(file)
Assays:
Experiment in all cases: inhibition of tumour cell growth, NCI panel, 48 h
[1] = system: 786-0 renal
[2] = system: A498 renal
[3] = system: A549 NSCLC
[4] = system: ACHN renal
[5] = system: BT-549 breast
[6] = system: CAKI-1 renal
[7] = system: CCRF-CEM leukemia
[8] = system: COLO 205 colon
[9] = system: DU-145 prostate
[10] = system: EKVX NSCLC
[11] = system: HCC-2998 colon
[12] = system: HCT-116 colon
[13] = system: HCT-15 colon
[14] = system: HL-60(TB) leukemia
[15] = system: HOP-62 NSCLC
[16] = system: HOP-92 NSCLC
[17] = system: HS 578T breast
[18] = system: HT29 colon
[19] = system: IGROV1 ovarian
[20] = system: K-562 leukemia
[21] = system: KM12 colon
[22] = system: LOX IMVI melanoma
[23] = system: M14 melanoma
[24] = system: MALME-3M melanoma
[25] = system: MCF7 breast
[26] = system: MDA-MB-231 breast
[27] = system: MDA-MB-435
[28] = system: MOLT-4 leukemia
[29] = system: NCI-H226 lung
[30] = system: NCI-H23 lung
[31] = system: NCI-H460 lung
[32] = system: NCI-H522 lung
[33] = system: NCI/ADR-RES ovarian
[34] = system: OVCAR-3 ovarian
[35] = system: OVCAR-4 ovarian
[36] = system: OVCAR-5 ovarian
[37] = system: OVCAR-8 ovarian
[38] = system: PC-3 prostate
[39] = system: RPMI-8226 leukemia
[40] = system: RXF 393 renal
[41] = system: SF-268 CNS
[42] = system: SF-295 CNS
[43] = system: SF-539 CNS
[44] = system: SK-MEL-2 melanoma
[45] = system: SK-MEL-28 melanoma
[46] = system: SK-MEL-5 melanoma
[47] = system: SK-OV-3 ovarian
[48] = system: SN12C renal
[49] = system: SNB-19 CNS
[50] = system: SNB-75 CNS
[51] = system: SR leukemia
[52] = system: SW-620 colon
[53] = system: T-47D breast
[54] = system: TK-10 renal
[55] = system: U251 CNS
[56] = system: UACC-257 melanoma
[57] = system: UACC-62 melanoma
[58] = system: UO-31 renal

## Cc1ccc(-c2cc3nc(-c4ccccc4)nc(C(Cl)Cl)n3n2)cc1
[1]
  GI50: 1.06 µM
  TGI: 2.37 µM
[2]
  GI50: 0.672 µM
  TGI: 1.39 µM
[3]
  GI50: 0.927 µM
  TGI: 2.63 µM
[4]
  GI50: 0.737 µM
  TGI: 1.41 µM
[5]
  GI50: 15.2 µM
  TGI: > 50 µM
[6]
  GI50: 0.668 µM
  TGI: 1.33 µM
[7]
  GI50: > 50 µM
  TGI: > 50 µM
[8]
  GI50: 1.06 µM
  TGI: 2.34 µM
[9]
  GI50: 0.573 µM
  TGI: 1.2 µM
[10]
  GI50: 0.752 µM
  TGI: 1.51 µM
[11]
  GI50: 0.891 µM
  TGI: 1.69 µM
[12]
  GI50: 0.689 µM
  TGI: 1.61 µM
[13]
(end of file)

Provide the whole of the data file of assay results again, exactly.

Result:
Assays:
Experiment in all cases: inhibition of tumour cell growth, NCI panel, 48 h
[1] = system: 786-0 renal
[2] = system: A498 renal
[3] = system: A549 NSCLC
[4] = system: ACHN renal
[5] = system: BT-549 breast
[6] = system: CAKI-1 renal
[7] = system: CCRF-CEM leukemia
[8] = system: COLO 205 colon
[9] = system: DU-145 prostate
[10] = system: EKVX NSCLC
[11] = system: HCC-2998 colon
[12] = system: HCT-116 colon
[13] = system: HCT-15 colon
[14] = system: HL-60(TB) leukemia
[15] = system: HOP-62 NSCLC
[16] = system: HOP-92 NSCLC
[17] = system: HS 578T breast
[18] = system: HT29 colon
[19] = system: IGROV1 ovarian
[20] = system: K-562 leukemia
[21] = system: KM12 colon
[22] = system: LOX IMVI melanoma
[23] = system: M14 melanoma
[24] = system: MALME-3M melanoma
[25] = system: MCF7 breast
[26] = system: MDA-MB-231 breast
[27] = system: MDA-MB-435
[28] = system: MOLT-4 leukemia
[29] = system: NCI-H226 lung
[30] = system: NCI-H23 lung
[31] = system: NCI-H460 lung
[32] = system: NCI-H522 lung
[33] = system: NCI/ADR-RES ovarian
[34] = system: OVCAR-3 ovarian
[35] = system: OVCAR-4 ovarian
[36] = system: OVCAR-5 ovarian
[37] = system: OVCAR-8 ovarian
[38] = system: PC-3 prostate
[39] = system: RPMI-8226 leukemia
[40] = system: RXF 393 renal
[41] = system: SF-268 CNS
[42] = system: SF-295 CNS
[43] = system: SF-539 CNS
[44] = system: SK-MEL-2 melanoma
[45] = system: SK-MEL-28 melanoma
[46] = system: SK-MEL-5 melanoma
[47] = system: SK-OV-3 ovarian
[48] = system: SN12C renal
[49] = system: SNB-19 CNS
[50] = system: SNB-75 CNS
[51] = system: SR leukemia
[52] = system: SW-620 colon
[53] = system: T-47D breast
[54] = system: TK-10 renal
[55] = system: U251 CNS
[56] = system: UACC-257 melanoma
[57] = system: UACC-62 melanoma
[58] = system: UO-31 renal

## Cc1ccc(-c2cc3nc(-c4ccccc4)nc(C(Cl)Cl)n3n2)cc1
[1]
  GI50: 1.06 µM
  TGI: 2.37 µM
[2]
  GI50: 0.672 µM
  TGI: 1.39 µM
[3]
  GI50: 0.927 µM
  TGI: 2.63 µM
[4]
  GI50: 0.737 µM
  TGI: 1.41 µM
[5]
  GI50: 15.2 µM
  TGI: > 50 µM
[6]
  GI50: 0.668 µM
  TGI: 1.33 µM
[7]
  GI50: > 50 µM
  TGI: > 50 µM
[8]
  GI50: 1.06 µM
  TGI: 2.34 µM
[9]
  GI50: 0.573 µM
  TGI: 1.2 µM
[10]
  GI50: 0.752 µM
  TGI: 1.51 µM
[11]
  GI50: 0.891 µM
  TGI: 1.69 µM
[12]
  GI50: 0.689 µM
  TGI: 1.61 µM
[13]